Cher Admits to Once Considering Suicide

The Burlesque star says her rocky relationship with Sonny Bono made her think "about jumping off a balcony"

Cher is undoubtedly one of the most beloved stars in the world. But it hasn't always been an easy road for the iconic singer-actress.

The 64-year-old star of the upcoming musical Burlesque (in theaters Wednesday) has opened up to Parade magazine about the events in her life that led her to consider taking her own life.

Childhood was tough for Cher, who says she didn't meet her father until she was 11 years old and always considered herself a "black sheep." She admits she always wanted to be famous, but she didn't realize how much of an impact being in the spotlight would have on her.

"Famous people pay a price," she says. "Their privacy is invaded--things that would never happen to regular people." And it was fame that ultimately helped destroy her first marriage to Sonny Bono.

"Stardom made Sonny a huge womanizer," she confesses. "One woman, or even five, was not enough for him. I found all this out afterward. I asked him, 'How did you manage the logistics?' I was trusting and faithful with him. The truth is, I'm not so sure we should've ever been husband and wife."

Those doubts began to take a toll on Cher -- so much so that it led her to consider suicide. "I thought about jumping off a hotel balcony," she tells Parade. "Then I thought, 'No, I can just leave him.' When I told Sonny, he said, 'If you leave me, America will hate you and you won't have a job.' I went, 'You know what, Sonny? I just don't care!'"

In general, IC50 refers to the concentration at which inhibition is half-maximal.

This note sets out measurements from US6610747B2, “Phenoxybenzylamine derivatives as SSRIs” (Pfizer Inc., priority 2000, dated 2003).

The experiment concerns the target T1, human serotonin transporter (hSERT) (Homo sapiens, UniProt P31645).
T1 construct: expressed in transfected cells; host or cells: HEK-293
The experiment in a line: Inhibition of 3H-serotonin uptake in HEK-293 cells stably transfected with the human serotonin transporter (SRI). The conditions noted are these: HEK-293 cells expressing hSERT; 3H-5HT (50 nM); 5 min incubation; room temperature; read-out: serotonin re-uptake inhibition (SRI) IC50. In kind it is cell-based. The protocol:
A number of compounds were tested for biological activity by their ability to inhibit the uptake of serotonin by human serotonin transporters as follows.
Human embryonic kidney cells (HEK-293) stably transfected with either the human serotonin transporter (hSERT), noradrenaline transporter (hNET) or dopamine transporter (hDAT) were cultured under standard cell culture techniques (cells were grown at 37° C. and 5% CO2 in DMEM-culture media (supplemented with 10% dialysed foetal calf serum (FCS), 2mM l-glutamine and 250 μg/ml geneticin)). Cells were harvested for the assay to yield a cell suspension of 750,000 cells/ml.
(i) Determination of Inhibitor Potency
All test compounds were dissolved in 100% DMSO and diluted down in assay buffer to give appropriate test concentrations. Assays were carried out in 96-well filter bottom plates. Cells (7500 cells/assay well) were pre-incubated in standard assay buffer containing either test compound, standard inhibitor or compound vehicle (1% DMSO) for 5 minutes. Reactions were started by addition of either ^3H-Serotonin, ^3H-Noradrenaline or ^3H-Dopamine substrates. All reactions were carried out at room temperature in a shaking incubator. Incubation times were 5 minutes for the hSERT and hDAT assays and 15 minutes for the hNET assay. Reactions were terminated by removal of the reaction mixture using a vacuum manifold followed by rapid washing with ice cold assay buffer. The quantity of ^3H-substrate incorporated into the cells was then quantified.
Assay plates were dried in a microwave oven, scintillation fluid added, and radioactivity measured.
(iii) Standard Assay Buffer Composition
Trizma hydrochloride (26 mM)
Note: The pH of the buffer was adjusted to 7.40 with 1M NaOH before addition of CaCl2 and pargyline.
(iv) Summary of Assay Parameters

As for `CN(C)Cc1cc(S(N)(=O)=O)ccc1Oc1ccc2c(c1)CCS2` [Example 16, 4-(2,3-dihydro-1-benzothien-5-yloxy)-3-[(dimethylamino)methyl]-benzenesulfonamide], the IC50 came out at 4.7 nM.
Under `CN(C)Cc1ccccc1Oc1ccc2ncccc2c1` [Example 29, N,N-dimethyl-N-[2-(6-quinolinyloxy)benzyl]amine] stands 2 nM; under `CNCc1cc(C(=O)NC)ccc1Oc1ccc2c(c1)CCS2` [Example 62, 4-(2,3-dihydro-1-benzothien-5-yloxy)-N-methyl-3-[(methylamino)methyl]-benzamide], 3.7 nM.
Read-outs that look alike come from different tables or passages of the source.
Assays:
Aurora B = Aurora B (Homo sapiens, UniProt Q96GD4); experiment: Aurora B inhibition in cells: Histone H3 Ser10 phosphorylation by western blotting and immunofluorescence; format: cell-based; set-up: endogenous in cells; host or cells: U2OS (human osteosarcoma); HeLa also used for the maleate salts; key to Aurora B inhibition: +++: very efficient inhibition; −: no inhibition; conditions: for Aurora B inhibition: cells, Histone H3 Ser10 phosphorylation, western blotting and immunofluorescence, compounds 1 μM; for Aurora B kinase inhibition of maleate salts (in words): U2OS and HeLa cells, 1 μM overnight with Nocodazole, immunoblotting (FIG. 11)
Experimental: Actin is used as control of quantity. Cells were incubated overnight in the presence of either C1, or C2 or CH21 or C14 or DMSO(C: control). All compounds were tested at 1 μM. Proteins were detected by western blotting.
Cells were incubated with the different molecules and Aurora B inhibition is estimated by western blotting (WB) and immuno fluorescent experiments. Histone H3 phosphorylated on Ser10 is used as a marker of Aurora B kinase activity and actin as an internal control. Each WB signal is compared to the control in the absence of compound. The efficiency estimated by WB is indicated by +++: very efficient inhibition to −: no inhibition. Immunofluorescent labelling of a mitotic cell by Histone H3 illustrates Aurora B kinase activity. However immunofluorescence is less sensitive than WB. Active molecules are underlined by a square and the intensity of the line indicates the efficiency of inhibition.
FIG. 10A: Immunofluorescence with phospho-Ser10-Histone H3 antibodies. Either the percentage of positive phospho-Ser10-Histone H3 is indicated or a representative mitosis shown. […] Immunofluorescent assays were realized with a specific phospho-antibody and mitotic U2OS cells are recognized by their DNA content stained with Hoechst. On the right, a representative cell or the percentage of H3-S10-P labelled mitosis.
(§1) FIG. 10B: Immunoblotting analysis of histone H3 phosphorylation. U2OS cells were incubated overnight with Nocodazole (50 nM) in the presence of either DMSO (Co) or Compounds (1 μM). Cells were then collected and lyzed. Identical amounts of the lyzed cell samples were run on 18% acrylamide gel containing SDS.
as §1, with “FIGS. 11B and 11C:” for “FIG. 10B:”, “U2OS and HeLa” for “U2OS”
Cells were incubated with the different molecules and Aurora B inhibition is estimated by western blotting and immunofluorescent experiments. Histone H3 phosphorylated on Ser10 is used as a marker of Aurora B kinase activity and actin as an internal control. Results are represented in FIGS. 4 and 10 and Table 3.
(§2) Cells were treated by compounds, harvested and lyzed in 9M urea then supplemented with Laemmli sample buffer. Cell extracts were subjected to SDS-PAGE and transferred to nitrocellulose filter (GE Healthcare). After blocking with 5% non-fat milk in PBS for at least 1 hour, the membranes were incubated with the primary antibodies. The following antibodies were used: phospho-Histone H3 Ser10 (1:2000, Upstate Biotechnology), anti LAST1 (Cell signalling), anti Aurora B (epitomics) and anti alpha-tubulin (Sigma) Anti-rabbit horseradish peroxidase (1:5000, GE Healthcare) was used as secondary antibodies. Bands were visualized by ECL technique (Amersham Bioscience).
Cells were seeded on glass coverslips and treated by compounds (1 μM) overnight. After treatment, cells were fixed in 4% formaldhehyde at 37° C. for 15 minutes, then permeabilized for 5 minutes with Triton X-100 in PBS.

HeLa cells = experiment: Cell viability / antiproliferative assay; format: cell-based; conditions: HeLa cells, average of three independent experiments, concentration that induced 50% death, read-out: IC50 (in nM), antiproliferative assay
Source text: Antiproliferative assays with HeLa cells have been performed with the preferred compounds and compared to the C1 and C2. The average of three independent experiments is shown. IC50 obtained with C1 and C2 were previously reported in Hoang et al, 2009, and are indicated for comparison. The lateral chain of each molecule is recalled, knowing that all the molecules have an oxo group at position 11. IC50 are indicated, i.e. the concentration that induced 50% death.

Her subsequent split from Bono in 1974 was hardly the end of Cher's personal woes: She goes on to talk about her difficult split from second husband Gregg Allman, who suffered from heroin addiction, as well as her struggles with accepting her eldest child Chastity's decision to undergo a sex change to become Chaz Bono. But she's continued to find strength through many things in her life. 

Cher, who's currently dating TV screenwriter Ron Zimmerman, says she still believes in love. She admires the strength of her children Chaz and Elijah Allman, and continues to love her work.

"I... enjoy being an entertainer," she explains. "Even when you're feeling sick, hurting a lot, like you might die, once you get out there onstage and find everything is working -- the lights, the music -- you know you'll be fine. You feel so big and so tall, like you are in some sort of alternate universe. It's magnificent! As long as I can do it and people still come to see me, I don't want to quit working. It's magic."

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